It’s official. I finished, and I am now an Ironman. I finished in 15 hours 15 minutes and 30 seconds.
It was an emotional day for quite a few reasons. On Saturday, after checking in my bike and transition gear at Monona Terrace I learned that my grandpa had passed away. So as I prepared for and raced in the most challenging race of my life, I was grieving the loss of my grandpa B. I thought about him a lot through out the entire day, and held back my tears many times as I thought of my mom telling me that I’d have an ironman angel with me every step of the way.
The whole Ironman experience was amazing from start to finish. I felt very lucky that we had such fantastic weather. Minimal wind, sunny and a high of 75 degrees. It was close to perfect in my book.
Here is a recap of the incredible day.
Swim: I’m not going to lie, the swim was brutal. A mass swim start of 2,700+ people is amazing to watch, but it’s pretty freaky to be a part of. Coach Joe’s strategy of swimming to the inside of the course and cutting in to swim around the outside of the turn buoy was a great strategy. This allowed for me to deal with a lot less traffic and swim faster. The worst part of the entire course was at the corner buoys. They were awful due to the crazy amounts of people trying to scramble around the buoy, and it really was a scramble. Arms and legs everywhere clawing to get around the floating marker. I had to hold onto a kayak after turning each buoy just to slow my heart rate down and get my nerves under control.
The most challenging part of the swim course was the sun. Throughout the entire back side of the course (over a mile in length) we had the sun pouring into our faces making it very difficult to see where the heck we were swimming. Again, I had to grab onto kayaks just to see where the next buoys were. As I turned the final buoy, I was able to sight the large brown building that I noticed during the Friday practice swim. It made a nice tall object to use as a sighting marker and as long as I swam towards it I knew I was heading in the right direction. All things considered, I finished the swim in 1:29:28 which I’m happy with as I was hoping to finish under 90 minutes.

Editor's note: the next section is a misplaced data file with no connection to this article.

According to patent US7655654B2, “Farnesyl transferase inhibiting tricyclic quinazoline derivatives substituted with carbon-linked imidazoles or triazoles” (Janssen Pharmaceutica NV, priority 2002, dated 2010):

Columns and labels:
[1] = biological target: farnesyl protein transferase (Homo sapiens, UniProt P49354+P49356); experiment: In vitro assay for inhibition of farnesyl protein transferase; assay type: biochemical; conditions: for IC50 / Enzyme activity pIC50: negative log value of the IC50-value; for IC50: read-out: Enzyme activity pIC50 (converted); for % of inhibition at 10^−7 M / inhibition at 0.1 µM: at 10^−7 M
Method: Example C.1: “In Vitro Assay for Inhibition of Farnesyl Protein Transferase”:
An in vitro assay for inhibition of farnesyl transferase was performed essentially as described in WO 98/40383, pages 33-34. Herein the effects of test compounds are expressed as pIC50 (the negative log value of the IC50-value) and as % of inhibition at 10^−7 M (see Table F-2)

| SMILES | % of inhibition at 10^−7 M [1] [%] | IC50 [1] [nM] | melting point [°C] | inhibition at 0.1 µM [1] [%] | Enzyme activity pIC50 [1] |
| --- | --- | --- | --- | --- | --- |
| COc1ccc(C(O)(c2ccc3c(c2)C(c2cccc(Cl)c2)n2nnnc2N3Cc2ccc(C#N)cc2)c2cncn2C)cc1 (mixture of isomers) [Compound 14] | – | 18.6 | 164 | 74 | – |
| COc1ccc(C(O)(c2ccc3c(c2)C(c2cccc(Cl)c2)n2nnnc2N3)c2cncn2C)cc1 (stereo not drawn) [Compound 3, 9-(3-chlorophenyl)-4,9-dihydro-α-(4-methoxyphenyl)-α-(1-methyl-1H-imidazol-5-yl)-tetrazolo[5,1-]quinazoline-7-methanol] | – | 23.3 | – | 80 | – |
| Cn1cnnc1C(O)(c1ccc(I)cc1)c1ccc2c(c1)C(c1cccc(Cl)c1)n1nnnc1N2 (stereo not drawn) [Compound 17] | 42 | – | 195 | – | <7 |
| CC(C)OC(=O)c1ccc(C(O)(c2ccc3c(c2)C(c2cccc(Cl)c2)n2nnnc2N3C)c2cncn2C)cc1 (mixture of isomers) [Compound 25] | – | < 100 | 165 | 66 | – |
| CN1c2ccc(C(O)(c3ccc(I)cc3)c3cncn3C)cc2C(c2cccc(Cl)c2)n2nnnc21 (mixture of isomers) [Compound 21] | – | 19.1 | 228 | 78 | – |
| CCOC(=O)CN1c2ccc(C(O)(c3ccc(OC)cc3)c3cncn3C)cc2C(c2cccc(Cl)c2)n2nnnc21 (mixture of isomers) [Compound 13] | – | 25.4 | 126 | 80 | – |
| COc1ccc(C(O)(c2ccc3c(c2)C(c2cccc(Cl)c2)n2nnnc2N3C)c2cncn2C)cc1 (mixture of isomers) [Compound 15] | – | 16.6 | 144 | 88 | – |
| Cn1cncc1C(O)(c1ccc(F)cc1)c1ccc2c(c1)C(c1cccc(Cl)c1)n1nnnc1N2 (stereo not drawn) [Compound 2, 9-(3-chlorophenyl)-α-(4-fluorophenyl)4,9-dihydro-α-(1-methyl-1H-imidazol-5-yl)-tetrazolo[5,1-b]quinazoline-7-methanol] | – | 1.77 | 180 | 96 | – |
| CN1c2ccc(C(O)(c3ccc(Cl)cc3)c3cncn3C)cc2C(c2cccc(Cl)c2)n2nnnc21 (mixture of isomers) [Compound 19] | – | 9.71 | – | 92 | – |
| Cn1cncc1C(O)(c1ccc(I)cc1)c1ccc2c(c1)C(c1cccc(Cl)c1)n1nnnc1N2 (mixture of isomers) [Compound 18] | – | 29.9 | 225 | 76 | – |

T1: As I crawled out of the water, there were volunteers standing in waist-deep water assisting athletes onto land. As you traveled up to Monona Terrace, the banana peelers were ready for you. The banana peelers are volunteers that help you peel off your wetsuit. Let me just say that they are fantastic at what they do. All you do is pull the wetsuit past your hips, sit down on the ground and then poof! They whip it off in one slick pull.
Next I traveled up the helix, a spiral-style parking ramp that is lined with spectators cheering wildly at us all. As you head into the bike gear room volunteers are waiting to grab your bag for you. Once you have your gear bag you travel into the changing room. Many people change their clothes, but I just grabbed my nutrition/fuel belt, helmet, shoes, sunglasses and was on my way. I made a quick stop at the volunteers who were gloved up and ready to smear your body with sunscreen and then I proceeded to grab my bike. As you travel down the many rows of bikes, the crazy-awesome volunteers were shouting your number so that someone could grab your bike for you and get you out of the bike course as quickly as possible.
Bike: I mounted my bike, coasted down the helix ramp and began my 112-mile trek through Dane County. I knew that this was a challenging bike course so I made sure to take it easy and not go out too hard. I also kept up on my nutrition plan which included the soft-boiled potatoes, Honey Stinger waffles and energy chews and I took advantage of a couple Bonk Breaker bars at the fueling stations. I was very happy with my nutrition plan the entire day, it was a huge component to my success that day.
This bike course is extremely hilly. There was plenty of crowd support on the three toughest hills known as the Three Sisters (or the Three Bitches depending on who you ask). Spectators line these hills as if I’m biking in the Tour de France and help cheer you up the hills. There are all sorts of signs, costumes and words of support that you will read, see and hear on these hills. It’s a one-of-a-kind experience. [Read more…]